The Mercedes-Benz SL is possibly the most famous sports convertible in the world. With a history beginning in 1954 with the stunning 300 SL Gullwing, which was followed by achingly beautiful SL examples thereafter, Merc’s SL (which usually sees immensely long production life cycles) was refreshed late last year.
With the make-over comes a new engine line-up and Merc’s new design strategy. So how does everything come together?
Well, the design element sure is intriguing. The friendlier face takes some getting used to, and the gold-painted SL500 I tested ﾖ which was fitted with the optional AMG sports package ﾖ wasn’t particularly my cup of tea. I got used to the colour, yes, but a white, silver, black or chocolate brown hue would have gone down far better I think.
I’ll also state that the AMG pack is a must-have, the standard body design being a bit weak for a car as meaty as the new SL. The large, doe-eyed headlights also take some getting used to, as do the lengthy and angular tail lights. In fact, this car’s bum is a bit of a problem for me. It’s long and tapered and honestly looks like something you’d find on an American car. It’s, quite simply, fat.
The interior is a lot more familiar of course, and anyone who has taken a seat in the new SLK or an SLS will feel instantly at home. I like it ﾖ a mix of leather, carbon fibre, chrome detailing and accented stitching exudes class and style. The cabin is also a fabulous place to be when the roof is down.
The folding metal roof, which I think is the quietest electric folding metal arrangement in the world ﾖ being completely silent besides a few latches doing their thing ﾖ tucks away neatly into the boot. With a smart electrically-operated wind deflector, which rises from behind the head rests in its place, and the windows up, wind intrusion is really minimal. You also get the fancy AIRSCARF system which warms your neck, so roof-down driving in winter is entirely possible.
Said boot is also rather clever. With electronic lid operation, the folded roof is automatically raised (still in its folded position) when the boot is opened so as to make boot access easier. And the luggage capacity with the roof down isn’t bad; the SL swallowing my large suitcase with ease while still allowing space for another, smaller bag. Of course, with the roof up, luggage space is great.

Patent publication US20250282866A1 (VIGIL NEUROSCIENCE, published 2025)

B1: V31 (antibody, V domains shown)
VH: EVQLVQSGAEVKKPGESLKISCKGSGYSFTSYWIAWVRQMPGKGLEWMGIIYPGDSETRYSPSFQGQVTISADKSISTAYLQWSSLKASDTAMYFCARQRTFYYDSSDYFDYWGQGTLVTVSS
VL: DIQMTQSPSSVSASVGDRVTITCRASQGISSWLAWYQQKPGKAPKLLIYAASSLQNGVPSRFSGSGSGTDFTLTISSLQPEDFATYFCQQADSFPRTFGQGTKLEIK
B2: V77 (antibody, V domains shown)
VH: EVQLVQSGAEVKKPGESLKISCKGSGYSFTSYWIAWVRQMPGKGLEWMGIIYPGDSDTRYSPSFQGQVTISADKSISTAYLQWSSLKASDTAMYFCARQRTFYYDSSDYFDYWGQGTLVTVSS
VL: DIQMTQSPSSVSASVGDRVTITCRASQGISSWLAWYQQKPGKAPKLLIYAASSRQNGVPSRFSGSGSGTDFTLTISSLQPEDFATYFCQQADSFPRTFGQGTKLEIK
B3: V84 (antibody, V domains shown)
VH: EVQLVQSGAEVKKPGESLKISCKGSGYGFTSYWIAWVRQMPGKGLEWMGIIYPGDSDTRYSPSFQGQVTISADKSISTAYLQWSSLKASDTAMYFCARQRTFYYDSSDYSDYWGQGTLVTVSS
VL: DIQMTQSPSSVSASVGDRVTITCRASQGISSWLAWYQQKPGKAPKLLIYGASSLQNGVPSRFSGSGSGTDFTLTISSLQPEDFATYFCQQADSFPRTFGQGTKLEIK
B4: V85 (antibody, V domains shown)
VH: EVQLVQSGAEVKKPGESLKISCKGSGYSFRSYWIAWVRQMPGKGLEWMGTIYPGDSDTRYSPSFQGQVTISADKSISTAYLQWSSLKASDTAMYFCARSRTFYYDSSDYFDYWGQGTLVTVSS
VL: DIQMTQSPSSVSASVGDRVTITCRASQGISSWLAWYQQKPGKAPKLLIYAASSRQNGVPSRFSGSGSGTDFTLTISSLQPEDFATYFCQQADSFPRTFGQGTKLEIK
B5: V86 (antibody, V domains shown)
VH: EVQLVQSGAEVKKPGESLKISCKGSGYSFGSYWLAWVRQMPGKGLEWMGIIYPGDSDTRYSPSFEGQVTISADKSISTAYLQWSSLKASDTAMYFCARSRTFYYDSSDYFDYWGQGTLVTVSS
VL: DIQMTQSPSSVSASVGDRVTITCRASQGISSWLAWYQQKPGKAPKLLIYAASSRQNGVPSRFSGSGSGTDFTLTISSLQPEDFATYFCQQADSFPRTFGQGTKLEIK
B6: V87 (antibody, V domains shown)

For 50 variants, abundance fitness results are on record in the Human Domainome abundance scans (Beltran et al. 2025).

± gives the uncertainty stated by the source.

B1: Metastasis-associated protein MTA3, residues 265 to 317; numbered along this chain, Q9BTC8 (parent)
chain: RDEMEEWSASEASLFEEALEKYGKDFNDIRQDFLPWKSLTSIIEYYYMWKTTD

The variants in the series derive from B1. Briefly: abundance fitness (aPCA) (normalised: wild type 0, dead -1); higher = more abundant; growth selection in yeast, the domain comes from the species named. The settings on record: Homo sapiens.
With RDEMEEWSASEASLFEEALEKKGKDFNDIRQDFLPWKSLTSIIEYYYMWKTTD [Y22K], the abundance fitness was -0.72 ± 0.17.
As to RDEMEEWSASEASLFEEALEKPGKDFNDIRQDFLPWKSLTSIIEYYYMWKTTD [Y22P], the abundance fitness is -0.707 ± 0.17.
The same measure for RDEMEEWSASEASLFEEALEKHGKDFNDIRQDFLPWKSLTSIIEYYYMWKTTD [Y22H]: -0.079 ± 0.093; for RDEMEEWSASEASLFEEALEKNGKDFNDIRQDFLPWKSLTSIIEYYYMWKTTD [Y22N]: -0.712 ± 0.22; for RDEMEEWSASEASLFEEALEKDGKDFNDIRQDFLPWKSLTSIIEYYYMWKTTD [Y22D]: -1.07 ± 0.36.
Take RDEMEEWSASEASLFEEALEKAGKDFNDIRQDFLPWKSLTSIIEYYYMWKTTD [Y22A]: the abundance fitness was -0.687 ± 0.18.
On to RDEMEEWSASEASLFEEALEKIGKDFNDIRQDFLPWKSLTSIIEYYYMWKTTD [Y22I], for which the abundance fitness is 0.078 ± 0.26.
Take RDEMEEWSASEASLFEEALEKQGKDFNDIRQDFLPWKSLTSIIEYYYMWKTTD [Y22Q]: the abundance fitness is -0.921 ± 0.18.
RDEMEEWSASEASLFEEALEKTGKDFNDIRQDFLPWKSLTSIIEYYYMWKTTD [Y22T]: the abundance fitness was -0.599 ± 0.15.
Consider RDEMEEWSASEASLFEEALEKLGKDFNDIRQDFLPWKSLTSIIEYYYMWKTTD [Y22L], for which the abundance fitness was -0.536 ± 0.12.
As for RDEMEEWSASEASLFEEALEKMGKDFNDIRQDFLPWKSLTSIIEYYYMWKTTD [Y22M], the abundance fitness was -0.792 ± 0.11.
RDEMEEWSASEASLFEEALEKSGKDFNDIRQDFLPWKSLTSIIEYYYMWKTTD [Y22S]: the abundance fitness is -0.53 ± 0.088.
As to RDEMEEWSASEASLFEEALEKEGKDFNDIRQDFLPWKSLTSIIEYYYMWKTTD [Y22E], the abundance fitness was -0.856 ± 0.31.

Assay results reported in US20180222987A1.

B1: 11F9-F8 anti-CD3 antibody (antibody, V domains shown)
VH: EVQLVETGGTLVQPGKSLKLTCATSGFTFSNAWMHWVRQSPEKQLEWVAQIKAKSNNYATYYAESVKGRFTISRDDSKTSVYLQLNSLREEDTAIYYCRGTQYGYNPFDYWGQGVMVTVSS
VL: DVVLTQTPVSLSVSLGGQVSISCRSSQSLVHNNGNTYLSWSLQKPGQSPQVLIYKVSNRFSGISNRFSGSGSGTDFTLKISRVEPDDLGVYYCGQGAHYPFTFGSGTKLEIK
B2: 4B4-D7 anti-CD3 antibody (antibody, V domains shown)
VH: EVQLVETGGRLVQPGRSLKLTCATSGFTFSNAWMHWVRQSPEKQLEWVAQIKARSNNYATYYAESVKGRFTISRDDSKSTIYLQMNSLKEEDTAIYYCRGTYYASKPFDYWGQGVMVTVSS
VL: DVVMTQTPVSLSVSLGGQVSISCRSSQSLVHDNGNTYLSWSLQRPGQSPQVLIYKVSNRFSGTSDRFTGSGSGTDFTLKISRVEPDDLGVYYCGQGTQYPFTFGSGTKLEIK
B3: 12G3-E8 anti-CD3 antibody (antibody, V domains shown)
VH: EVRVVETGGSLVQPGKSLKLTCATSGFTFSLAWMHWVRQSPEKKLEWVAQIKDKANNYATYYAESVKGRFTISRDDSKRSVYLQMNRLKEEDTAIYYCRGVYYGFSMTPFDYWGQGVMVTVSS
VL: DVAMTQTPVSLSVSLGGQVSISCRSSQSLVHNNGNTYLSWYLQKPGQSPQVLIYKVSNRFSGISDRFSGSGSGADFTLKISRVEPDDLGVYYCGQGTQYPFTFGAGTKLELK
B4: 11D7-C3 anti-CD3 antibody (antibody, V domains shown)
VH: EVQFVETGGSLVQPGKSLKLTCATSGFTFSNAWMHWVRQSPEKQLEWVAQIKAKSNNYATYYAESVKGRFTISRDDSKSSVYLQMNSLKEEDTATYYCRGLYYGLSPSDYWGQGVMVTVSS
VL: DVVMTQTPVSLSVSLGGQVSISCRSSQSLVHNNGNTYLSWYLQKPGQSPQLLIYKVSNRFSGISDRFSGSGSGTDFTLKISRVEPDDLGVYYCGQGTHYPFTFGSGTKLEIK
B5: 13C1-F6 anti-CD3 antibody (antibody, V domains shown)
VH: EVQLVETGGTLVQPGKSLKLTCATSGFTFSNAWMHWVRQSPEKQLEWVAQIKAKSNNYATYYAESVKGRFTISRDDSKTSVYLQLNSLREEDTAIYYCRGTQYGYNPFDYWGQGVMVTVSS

Importantly, the new SL model range has been restructured and represents a simple line-up. The SL500 in question serves as the baby of the range, dwarfed by big brothers SL63 AMG and SL65 AMG. That’s all good and well, because it means the SL isn’t available with a ‘wheezy’ engine like the old normally-aspirated SL350 was. However, it also means that the cheapest SL is bloody expensive. And you can understand why ﾖ under the long bonnet sits a 4.7-litre twin-turbocharged V8 petrol engine.
With Merc’s 7G-TRONIC seven-speed single-clutch automatic gearbox sitting between the engine and the rear wheels, a massive 320 kW and 700 Nm are shoved to the tar ﾖ or at least that’s the idea. This car has the same amount of torque as the E63 AMG and that means the traction control is constantly fighting with your right foot. Turn it off and you’d better pick a comfortable wall to crash into, unless you have the reflexes of an Asian ping pong champion. This car, she bites. She’s also rather quick ﾖ 0 to 100 km/h is dispatched in just 4.6 seconds and top speed is limited to 250 km/h.
That said, the SL500 is stunning as a cruiser rather than a bruiser. It gathers speed like there’s no tomorrow and it sounds absolutely glorious. When the roof is down, and with the optional Bang & Olufsen up-rated sound system fitted, it provides an in-car entertainment experience to rival a Lady Gaga concert. Ride is compliant, gear changes are smooth and when you eventually do feel like setting your hair on fire, a simple flick into manual mode unleashes all of the engine’s fury in a cacophony of thunder and speed.
So, what’s the verdict? It’s fairly pretty, gorgeous to drive, goes like the clappers and makes you feel like a queen. With the AMG paraphernalia, the new SL500 costs R1 725 107. And that’s before you’ve gone for any options. This presents a few problems, however.
For less money than the two-seater Merc, you could have the BMW M6 Convertible (which has an extra set of seats), the Audi R8 Spyder quattro or the new Porsche 911 Carrera S Cabriolet PDK. Or, if you’re like me and prefer a bit of theatre when you drive, you could spend a little more and go for either the Maserati GranCabrio Sport (the loudest car on the planet and guaranteed to give you an erection) or the utterly stunning Jaguar XKR-S Convertible, which you would have seen me in at last year’s Joburg Pride.
The new SL500 is such a glorious car to drive and I have no doubt that owning it would be a Cloud Nine experience. But I’d rather have the Jag or the Maser. Not only do their badges give you a lot more cred and pomp, but you’ll turn far more heads in traffic.